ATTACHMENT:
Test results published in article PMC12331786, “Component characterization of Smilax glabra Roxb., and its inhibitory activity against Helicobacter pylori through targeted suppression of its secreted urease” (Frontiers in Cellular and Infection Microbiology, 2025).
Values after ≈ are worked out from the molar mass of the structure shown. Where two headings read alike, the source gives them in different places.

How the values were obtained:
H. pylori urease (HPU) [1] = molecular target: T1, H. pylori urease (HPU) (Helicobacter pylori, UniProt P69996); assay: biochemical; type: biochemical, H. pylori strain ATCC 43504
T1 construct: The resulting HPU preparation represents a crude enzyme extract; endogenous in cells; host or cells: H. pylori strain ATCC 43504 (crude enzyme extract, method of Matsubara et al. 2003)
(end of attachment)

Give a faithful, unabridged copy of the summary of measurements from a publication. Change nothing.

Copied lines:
Test results published in article PMC12331786, “Component characterization of Smilax glabra Roxb., and its inhibitory activity against Helicobacter pylori through targeted suppression of its secreted urease” (Frontiers in Cellular and Infection Microbiology, 2025).
Values after ≈ are worked out from the molar mass of the structure shown. Where two headings read alike, the source gives them in different places.

How the values were obtained:
H. pylori urease (HPU) [1] = molecular target: T1, H. pylori urease (HPU) (Helicobacter pylori, UniProt P69996); assay: biochemical; type: biochemical, H. pylori strain ATCC 43504
T1 construct: The resulting HPU preparation represents a crude enzyme extract; endogenous in cells; host or cells: H. pylori strain ATCC 43504 (crude enzyme extract, method of Matsubara et al. 2003)